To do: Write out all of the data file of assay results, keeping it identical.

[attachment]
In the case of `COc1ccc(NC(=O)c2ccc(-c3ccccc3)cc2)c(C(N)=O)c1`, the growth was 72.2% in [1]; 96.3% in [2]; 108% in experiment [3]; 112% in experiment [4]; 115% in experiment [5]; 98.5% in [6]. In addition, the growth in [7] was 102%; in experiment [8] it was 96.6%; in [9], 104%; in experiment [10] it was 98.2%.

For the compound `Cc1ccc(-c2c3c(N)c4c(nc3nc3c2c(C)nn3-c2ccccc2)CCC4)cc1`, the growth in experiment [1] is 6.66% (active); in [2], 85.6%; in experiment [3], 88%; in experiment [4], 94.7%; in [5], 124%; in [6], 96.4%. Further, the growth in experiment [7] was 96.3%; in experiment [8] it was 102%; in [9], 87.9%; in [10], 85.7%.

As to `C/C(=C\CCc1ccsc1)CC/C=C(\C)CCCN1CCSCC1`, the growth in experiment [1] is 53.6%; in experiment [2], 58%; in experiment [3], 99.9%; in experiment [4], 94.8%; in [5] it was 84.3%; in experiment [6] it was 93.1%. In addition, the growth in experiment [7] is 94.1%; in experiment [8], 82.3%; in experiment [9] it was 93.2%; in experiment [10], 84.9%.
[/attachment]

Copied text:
In the case of `COc1ccc(NC(=O)c2ccc(-c3ccccc3)cc2)c(C(N)=O)c1`, the growth was 72.2% in [1]; 96.3% in [2]; 108% in experiment [3]; 112% in experiment [4]; 115% in experiment [5]; 98.5% in [6]. In addition, the growth in [7] was 102%; in experiment [8] it was 96.6%; in [9], 104%; in experiment [10] it was 98.2%.

For the compound `Cc1ccc(-c2c3c(N)c4c(nc3nc3c2c(C)nn3-c2ccccc2)CCC4)cc1`, the growth in experiment [1] is 6.66% (active); in [2], 85.6%; in experiment [3], 88%; in experiment [4], 94.7%; in [5], 124%; in [6], 96.4%. Further, the growth in experiment [7] was 96.3%; in experiment [8] it was 102%; in [9], 87.9%; in [10], 85.7%.

As to `C/C(=C\CCc1ccsc1)CC/C=C(\C)CCCN1CCSCC1`, the growth in experiment [1] is 53.6%; in experiment [2], 58%; in experiment [3], 99.9%; in experiment [4], 94.8%; in [5] it was 84.3%; in experiment [6] it was 93.1%. In addition, the growth in experiment [7] is 94.1%; in experiment [8], 82.3%; in experiment [9] it was 93.2%; in experiment [10], 84.9%.